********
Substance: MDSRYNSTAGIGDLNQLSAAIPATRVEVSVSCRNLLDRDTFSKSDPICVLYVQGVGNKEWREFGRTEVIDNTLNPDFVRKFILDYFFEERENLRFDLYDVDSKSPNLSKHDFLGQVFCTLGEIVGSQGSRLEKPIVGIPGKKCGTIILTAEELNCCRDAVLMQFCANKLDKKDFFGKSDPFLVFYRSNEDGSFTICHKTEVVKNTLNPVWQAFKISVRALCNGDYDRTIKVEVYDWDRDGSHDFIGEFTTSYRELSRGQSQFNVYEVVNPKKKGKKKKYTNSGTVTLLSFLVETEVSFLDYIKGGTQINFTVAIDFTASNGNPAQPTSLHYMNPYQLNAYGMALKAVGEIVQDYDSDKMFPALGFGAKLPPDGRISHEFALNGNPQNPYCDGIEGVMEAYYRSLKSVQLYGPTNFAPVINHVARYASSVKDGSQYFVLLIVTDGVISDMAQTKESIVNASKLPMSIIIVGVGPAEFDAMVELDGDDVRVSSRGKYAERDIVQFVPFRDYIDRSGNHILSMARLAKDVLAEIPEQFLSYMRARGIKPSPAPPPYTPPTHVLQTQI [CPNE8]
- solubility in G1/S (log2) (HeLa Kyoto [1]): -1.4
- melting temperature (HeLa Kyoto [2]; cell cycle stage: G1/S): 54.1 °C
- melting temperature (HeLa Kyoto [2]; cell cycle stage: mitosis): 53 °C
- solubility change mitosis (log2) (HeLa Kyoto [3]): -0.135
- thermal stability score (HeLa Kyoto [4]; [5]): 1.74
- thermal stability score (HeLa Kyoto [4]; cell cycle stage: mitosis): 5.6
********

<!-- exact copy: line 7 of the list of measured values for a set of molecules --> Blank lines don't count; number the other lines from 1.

- thermal stability score (HeLa Kyoto [4]; cell cycle stage: mitosis): 5.6